Large advertisers have been getting their first-party data in order – and using it to better target logged-in audiences via anonymised data matching. It means they can avoid targeting people who probably won’t be interested in their products – such as a car brand doesn’t want to waste budget on putting ads in front of someone who has just bought a car. Or targeting only those more likely to buy their product, like dog owners who will probably want to buy dog food.

“We’ve seen a huge rise as everyone gets a CDP [customer data platform], especially the big advertisers, investing in data analytics and crafting out that segmentation,” said Young.

“Certainly, now with cookies [going out] and privacy coming in, those products are in vogue, and we are working with clients day-to-day on the activation and suppression of audiences in real-time. We’re seeing a real focus by these businesses to buy in a way that is relevant to create conversion.”

But Young thinks segmentation can go too far. If advertisers end up targeting “one or two people in Bondi, that can be really expensive”, with advertisers better off just “knocking on their doors”, he suggested.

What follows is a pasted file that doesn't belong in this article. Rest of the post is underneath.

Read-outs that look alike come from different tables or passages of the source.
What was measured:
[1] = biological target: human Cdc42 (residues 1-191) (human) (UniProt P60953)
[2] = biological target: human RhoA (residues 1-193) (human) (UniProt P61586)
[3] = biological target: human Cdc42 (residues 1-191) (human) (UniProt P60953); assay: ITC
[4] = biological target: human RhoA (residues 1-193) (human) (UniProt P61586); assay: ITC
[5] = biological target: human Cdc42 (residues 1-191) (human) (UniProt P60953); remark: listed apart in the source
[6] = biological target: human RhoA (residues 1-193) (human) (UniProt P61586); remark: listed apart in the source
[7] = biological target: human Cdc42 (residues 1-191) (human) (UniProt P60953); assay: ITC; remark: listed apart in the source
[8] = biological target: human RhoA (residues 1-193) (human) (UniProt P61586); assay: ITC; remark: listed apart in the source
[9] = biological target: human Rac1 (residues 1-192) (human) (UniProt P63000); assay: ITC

“So while we’re seeing great work in creating customer profiles and segmentation, you’ve still got to hit a broad audience – and you’ve still got to maintain a large volume to be able to shift the dial.”

Likewise, said Dubois, going broad builds brand and “future demand” for people who might be ready to buy in future.

Consent is king

Although content remains critical as TV networks and streaming platforms vie for audiences, consent is now likewise king when it comes to using audience data to serve targeted ads.

“Consent-based approval is actually the key to any data targeting products or data products that we use,” said Young. Audiences understand the exchange – free content for targeted ads. But both publishers and brands must ensure that audience contract is crystal clear in terms of what data is collected and how it is used, given incoming overhauls to Australia’s privacy laws.

“The old joke used to be that the biggest lie ever told on the internet was ‘yes, I agree’, and ‘I have read your terms and conditions’. But those days are over. So from a Nine perspective, we’re focused on making sure people understand the relationship between our content and their data, and how that can give them a better experience, both from an advertising perspective and a content consumption perspective.”

“Fundamentally, that puts the network in a position of complete compliance.”